Group with controversial immigration views to rally in Halifax park after 3 venues cancel

The National Citizens Alliance marched in the 86th Annapolis Valley Apple Blossom Festival in Kentville, N.S., on Saturday.
The National Citizens Alliance marched in the 86th Annapolis Valley Apple Blossom Festival in Kentville, N.S., on Saturday. National Citizens Alliance/Facebook

A political group with controversial views on immigration and multiculturalism says it has been “forced” to gather at a Halifax public park after three different venues rejected their attempts to book space for a town hall meeting.

The rally is scheduled for 5:30 AT at Victoria Park in the city’s downtown.

The National Citizens Alliance (NCA), based out of Calgary, is not an officially registered party, but has committed to running candidates in the 2019 federal election.

Among the NCA’s core tenants is the goal of implementing a “strong no-nonsense immigration policy that puts the well-being and safety of the Canadian people first and implementing a temporary pause and substantial reduction in immigration.”

READ MORE: Canadian Legion cancels town hall planned by National Citizens Alliance in Halifax

Their leader, Stephen Garvey, says a Royal Canadian Legion hall, a church and hotel have all cancelled their bookings in Halifax in the span of a day.

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“Now we’re in this situation where we can’t hold a private event. We’re forced to go to Victoria Park, We just don’t have any more options,” he told Global News.

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“This is suppressing freedoms … we didn’t utter any hate speech. We were just expressing what we stand for. That’s another example of being suppressed.”

Garvey and his group first made headlines in Nova Scotia when they marched in last weekend’s Annapolis Valley Apple Blossom Festival in Kentville, N.S., prompting the festival to apologize publicly.

READ MORE: Nova Scotia festival bans group with controversial views on immigration

The group then booked the legion branch at 6158 Almon St. in Halifax for a town hall-style meeting scheduled for Friday evening.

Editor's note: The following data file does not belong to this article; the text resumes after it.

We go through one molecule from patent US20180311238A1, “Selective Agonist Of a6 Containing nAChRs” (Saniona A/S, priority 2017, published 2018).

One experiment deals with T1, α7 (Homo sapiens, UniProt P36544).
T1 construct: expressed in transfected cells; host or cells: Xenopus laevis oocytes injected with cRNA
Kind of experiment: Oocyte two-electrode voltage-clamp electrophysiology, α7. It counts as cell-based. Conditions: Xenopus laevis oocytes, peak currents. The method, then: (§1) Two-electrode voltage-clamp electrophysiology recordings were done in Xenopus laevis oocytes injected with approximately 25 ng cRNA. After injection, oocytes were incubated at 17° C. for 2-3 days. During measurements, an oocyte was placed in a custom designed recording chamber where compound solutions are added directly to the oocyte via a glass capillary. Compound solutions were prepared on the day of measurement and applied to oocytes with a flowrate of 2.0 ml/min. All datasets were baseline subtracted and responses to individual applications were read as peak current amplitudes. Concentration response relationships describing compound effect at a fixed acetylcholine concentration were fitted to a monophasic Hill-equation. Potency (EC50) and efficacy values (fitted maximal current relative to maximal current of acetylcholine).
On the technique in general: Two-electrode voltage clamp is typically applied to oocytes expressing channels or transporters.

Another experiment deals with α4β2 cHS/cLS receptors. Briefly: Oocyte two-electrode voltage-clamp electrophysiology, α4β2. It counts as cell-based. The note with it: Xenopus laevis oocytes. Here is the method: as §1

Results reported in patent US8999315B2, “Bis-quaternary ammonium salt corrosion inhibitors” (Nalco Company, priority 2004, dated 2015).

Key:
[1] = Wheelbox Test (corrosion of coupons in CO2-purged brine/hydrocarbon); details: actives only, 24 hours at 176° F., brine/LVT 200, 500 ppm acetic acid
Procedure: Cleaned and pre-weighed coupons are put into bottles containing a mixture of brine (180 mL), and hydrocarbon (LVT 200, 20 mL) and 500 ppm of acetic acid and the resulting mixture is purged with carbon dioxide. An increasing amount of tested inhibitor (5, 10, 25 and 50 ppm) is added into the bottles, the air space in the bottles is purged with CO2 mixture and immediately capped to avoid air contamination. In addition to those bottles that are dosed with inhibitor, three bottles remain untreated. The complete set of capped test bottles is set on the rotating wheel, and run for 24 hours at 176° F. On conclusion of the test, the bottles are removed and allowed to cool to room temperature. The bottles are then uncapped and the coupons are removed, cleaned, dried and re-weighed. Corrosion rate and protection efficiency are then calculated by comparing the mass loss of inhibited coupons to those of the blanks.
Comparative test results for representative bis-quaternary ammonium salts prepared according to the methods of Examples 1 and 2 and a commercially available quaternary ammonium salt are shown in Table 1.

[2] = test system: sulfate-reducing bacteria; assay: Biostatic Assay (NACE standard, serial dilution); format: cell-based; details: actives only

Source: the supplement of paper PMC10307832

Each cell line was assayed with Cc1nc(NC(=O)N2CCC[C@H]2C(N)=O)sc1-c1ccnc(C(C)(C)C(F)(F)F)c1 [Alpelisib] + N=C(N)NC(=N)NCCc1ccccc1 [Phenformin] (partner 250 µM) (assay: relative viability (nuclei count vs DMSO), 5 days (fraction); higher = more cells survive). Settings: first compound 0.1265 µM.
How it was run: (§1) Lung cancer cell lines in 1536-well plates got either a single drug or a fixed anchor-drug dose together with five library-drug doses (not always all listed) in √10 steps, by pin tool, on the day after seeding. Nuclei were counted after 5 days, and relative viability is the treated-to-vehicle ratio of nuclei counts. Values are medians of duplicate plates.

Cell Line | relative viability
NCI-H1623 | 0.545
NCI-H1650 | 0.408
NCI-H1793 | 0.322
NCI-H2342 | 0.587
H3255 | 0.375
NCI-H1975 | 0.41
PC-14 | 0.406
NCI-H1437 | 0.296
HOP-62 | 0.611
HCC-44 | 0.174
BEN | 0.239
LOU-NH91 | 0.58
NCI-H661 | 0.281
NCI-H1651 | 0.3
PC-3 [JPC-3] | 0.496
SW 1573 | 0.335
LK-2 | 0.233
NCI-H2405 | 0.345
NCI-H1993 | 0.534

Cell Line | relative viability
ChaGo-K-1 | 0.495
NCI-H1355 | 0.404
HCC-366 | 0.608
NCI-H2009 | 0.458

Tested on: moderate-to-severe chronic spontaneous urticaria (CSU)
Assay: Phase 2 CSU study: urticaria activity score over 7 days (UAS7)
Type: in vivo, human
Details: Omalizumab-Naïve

However, the legion cancelled the booking shortly after Global News made an inquiry on Thursday.

“The original booking was made by an individual for a private function. When RCL Branch 27 learned that the booking was intended as a town hall meeting for the National Citizens Alliance, the booking was cancelled,” said a statement from Valerie Mitchell-Veinotte, executive director of the Nova Scotia/Nunavut Command.

The NCA then booked a gymnasium at a Halifax church.

“An hour later, I got a call from the head priest and he said he was reading in the news we were anti-immigrant, which we are not, and their church is pro-immigrant and they were not going to let us hold our private event there,” Garvey explained.

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According to the group’s Facebook page, the venue was then changed to the Cambridge Suites Hotel in Halifax.

But Garvey says that the booking, which he says was confirmed on Thursday, was cancelled on Friday morning.

“I got a call this morning that they were revoking it. They gave some kind of excuse that they were already booked,” he said.

Global News contacted the hotel but has not heard back.

Garvey, who says he is a first-generation Canadian himself with immigrant parents, says mass immigration in Canada has “gotten out of hand” but claims his party “condemns all forms of racism and supremacy.”

He adds he was prompted to visit Nova Scotia because of the support the region has given him.

“We have a lot of support in the Maritimes. We came to connect with our members and to reach out,” he said.

— With a file from Alexander Quon

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